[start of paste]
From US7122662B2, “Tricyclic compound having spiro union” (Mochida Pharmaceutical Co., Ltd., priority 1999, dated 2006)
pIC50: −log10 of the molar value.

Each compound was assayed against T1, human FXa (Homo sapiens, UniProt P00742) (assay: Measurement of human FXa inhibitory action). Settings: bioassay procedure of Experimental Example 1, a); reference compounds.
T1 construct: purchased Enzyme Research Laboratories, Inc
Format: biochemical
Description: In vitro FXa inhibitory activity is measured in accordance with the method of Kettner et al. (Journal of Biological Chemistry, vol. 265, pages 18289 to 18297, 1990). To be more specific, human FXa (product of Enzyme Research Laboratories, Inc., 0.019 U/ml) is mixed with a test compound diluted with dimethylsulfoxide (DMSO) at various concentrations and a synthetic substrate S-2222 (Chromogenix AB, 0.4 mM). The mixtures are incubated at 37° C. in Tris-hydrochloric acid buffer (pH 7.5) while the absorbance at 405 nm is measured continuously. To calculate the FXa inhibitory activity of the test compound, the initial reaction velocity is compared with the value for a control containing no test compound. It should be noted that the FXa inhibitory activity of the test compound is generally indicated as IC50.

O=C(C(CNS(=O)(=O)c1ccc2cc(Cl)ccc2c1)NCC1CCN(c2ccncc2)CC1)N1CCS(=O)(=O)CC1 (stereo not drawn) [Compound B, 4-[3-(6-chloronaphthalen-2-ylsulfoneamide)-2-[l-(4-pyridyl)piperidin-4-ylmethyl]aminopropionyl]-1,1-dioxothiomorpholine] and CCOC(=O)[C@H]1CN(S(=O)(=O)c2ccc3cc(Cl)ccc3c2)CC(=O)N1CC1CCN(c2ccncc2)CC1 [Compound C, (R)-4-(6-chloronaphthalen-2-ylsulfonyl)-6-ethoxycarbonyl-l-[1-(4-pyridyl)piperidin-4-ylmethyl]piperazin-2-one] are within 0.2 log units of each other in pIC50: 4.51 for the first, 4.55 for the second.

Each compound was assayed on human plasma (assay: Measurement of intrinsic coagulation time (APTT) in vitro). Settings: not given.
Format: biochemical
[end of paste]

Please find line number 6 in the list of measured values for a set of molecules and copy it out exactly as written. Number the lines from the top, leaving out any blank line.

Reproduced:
Description: In vitro FXa inhibitory activity is measured in accordance with the method of Kettner et al. (Journal of Biological Chemistry, vol. 265, pages 18289 to 18297, 1990). To be more specific, human FXa (product of Enzyme Research Laboratories, Inc., 0.019 U/ml) is mixed with a test compound diluted with dimethylsulfoxide (DMSO) at various concentrations and a synthetic substrate S-2222 (Chromogenix AB, 0.4 mM). The mixtures are incubated at 37° C. in Tris-hydrochloric acid buffer (pH 7.5) while the absorbance at 405 nm is measured continuously. To calculate the FXa inhibitory activity of the test compound, the initial reaction velocity is compared with the value for a control containing no test compound. It should be noted that the FXa inhibitory activity of the test compound is generally indicated as IC50.